There’s been some talk over in the tumbl-sphere lately over wearing jeans with running shoes.
It started innocently enough, with somebody saying, “The idea of wearing running shoes with jeans makes me really uncomfortable.” Lots of people liked this post, and reblogging it in affirmation. The word frumpy got thrown around, and I piped in saying jeans+running shoes= me every day. I was a bit annoyed that females would be dissing other females’ choice to wear practical and comfortable footwear. Like a Victorian-era woman with giant hoop skirts looking at my jeans and saying, “yes, you can take the stairs two at a time, but it’s just not as cute!”
So I was a bit miffed, but then this happened:
omg running shoes are the BIGGEST fashion mistake.
one should NEVER wear jeans and running shoes. ever.
you may only wear running shoes if your working out, thats it.
Well. Oh boy.
I feel like we see this conversation in reverse a lot, with women defending their choice and right to wear high heels.
That conversation has the side saying, “but heels are painful, can cause long-term damage, and decrease your mobility and ability to run away from unsafe situations! There is no justification and therefore what the heck!” and the other side saying, “some of us have to for work! Some of us want to because we like how they make us feel or look! Choose your choice!”
I’m a non-heel wearer, myself. A lot of this is because I walk with a slight limp, especially when not wearing orthotics. My orthotics only fit in running shoes (or other shoes with a large footbed). I can’t wear flip-flops in the summer, only Birks, Chacos, and other supportive sandals. The physical discomfort of heels is greater for me than for people with regular legs/hips/knees. I’ve also had knee surgery, and if I were to lose my balance in heels and fall over, I’d maybe need surgery again. But whatever, if you want to wear heels, and you want to bear the pain and take the risks, then wudeva. Go for it.
But this isn’t a talk about heels, though it does parallel. This is about telling people what they can or cannot wear. What they can or cannot do. I feel this is compounded by the fact that, in a way, we are telling people how to represent their gender. Running shoes=sports=lots of masculinity, right? I had never even though that wearing jeans and running shoes was a reason to call the fashion police, like wearing pink and red together, or two stripes with polka-dots, and all those other supposed fashion no-nos. After being called frumpy, I paid a bit of attention to the people around me. Jeans and running shoes GALORE, but I should point out that as an engineering student, I’m surrounded by males.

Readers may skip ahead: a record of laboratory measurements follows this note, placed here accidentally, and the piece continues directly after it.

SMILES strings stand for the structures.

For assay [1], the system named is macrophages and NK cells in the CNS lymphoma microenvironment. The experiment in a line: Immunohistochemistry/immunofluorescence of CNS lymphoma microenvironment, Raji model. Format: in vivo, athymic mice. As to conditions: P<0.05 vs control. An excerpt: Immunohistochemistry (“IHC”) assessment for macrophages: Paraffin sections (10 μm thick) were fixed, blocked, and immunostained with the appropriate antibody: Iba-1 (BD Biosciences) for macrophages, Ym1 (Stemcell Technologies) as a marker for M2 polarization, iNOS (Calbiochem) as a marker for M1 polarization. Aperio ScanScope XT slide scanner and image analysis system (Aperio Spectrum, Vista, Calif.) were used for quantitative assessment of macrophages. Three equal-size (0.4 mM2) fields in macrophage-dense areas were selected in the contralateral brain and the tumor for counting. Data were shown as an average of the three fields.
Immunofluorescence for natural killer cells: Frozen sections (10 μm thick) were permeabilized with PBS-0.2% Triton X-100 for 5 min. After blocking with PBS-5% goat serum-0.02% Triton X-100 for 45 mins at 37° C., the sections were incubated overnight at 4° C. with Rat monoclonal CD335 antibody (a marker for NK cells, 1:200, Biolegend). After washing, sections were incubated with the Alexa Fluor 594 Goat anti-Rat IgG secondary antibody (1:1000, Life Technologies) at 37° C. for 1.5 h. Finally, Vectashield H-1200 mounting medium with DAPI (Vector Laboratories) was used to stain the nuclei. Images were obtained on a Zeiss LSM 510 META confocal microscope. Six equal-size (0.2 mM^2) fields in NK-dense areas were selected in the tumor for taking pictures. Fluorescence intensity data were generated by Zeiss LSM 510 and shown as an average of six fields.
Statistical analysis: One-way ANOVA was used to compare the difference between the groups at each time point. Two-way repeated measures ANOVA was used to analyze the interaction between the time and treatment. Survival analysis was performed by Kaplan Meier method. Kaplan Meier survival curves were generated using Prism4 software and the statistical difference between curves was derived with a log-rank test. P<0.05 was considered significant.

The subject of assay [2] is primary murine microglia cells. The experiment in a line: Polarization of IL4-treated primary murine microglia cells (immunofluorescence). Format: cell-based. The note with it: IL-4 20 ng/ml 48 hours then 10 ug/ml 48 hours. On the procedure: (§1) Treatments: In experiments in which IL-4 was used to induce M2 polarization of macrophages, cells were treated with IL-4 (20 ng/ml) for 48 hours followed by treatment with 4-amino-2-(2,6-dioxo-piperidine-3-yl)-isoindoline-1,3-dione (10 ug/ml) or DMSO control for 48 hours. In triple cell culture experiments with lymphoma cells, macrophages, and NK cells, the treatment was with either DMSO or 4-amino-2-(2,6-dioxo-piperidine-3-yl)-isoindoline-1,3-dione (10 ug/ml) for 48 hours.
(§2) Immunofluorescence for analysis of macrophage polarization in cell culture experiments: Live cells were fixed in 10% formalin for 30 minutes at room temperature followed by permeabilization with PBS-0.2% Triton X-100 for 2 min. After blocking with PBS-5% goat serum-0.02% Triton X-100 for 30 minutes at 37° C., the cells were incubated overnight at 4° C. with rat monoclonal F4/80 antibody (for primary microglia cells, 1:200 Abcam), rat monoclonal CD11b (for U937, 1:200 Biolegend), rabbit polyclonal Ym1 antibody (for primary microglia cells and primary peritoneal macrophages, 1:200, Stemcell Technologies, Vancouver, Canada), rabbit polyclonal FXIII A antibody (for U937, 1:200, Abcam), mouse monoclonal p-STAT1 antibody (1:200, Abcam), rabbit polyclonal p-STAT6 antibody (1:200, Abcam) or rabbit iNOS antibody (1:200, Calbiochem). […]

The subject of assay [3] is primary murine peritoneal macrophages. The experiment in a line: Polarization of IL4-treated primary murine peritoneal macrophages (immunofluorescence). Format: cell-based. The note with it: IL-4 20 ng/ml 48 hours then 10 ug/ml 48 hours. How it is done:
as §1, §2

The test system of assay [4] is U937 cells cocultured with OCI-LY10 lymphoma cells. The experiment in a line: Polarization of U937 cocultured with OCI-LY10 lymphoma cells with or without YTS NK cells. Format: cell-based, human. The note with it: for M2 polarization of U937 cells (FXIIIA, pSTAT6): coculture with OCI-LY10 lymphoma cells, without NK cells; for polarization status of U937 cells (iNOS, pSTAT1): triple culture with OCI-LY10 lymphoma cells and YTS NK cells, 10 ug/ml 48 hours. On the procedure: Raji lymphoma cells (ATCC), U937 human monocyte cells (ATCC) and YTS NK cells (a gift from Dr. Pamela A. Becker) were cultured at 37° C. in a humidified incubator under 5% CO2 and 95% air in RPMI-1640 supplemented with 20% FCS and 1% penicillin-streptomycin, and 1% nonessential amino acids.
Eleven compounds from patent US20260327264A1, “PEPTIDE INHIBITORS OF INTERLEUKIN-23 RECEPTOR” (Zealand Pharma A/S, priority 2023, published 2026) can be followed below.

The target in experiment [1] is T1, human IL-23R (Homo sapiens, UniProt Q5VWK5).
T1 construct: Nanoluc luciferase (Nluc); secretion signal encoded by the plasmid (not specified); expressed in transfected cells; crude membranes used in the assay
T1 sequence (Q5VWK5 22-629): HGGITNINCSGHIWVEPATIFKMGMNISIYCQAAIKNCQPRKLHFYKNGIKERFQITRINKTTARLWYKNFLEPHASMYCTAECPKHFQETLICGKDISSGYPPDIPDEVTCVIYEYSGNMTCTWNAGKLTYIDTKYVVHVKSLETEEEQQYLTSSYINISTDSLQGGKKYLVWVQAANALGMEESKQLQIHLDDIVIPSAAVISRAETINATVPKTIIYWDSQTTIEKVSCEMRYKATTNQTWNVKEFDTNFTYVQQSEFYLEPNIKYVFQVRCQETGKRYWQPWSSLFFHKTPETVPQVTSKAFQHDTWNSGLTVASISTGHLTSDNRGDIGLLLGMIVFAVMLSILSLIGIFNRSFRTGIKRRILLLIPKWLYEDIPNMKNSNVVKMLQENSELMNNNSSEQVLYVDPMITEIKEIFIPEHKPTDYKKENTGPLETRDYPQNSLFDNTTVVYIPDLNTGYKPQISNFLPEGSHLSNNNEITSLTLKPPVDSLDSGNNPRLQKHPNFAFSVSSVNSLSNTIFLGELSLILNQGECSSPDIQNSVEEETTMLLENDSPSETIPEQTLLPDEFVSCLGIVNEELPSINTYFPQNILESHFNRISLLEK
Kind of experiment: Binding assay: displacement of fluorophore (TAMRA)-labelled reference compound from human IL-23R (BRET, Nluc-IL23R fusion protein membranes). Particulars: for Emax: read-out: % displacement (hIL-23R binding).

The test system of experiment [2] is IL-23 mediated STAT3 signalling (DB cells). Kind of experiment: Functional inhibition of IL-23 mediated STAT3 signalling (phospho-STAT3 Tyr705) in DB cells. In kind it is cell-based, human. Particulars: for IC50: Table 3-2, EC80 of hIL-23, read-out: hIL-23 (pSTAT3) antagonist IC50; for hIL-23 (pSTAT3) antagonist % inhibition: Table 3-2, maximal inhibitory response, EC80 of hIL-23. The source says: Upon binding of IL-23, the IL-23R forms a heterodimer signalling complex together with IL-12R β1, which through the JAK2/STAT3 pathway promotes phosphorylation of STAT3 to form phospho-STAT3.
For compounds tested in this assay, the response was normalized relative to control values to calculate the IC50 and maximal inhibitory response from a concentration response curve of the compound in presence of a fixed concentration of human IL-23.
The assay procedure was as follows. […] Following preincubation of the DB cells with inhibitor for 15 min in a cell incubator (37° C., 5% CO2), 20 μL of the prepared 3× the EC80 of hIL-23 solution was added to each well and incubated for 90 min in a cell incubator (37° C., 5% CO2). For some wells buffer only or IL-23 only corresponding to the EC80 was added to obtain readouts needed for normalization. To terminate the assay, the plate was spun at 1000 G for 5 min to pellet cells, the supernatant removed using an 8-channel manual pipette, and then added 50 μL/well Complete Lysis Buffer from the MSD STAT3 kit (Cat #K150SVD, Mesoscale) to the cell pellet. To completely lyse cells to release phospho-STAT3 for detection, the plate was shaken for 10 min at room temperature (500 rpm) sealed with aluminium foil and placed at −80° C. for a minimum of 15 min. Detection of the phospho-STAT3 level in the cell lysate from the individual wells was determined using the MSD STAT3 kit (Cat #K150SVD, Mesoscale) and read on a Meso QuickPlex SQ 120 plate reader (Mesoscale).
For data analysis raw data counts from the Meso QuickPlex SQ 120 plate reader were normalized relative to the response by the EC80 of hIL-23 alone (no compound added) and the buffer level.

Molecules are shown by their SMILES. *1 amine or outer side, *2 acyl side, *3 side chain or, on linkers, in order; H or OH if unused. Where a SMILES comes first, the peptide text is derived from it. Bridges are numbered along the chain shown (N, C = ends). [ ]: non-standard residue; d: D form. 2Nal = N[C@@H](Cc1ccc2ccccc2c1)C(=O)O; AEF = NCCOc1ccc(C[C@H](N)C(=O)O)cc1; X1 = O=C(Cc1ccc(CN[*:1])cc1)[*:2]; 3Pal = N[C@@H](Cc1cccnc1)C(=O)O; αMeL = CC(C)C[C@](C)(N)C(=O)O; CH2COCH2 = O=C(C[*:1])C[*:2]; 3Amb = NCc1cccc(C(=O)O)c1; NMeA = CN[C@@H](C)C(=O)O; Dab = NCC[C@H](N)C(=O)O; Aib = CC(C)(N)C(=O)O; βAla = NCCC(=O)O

I’m also irked that the call was on not just a fashion choice, but a choice of practicality and comfort. I wear running shoes because I can do anything I need to do in them. Ride my bike to school. Jog to catch a bus. Not slip if I’m walking through a recently-mopped hall. You’re telling me to sacrifice that.
“Do you wear a sports bra sometimes? Well, you should be wearing a CORSET.”
“Do you just put your hair in a pony-tail to save time and keep it out of your face? Well, you should wake up an hour earlier and straighten it every day.”
“If you just grabbed breakfast to go instead of sitting down to a healthy meal, you’d have time in the morning to do your make-up.”
“If you keep lifting weights, you’re going to have man arms.”
It’s all the same sentiment, isn’t it? That how we look should be more important than something else?
So then I did a quick search and put together a slide show of my second favourite celebrity rocking the running shoes and jeans combo, and now I have all the fashion validation I need. If Jennifer Garner can make it work (and even if she couldn’t) then I will keep wearing my running shoes with my jeans.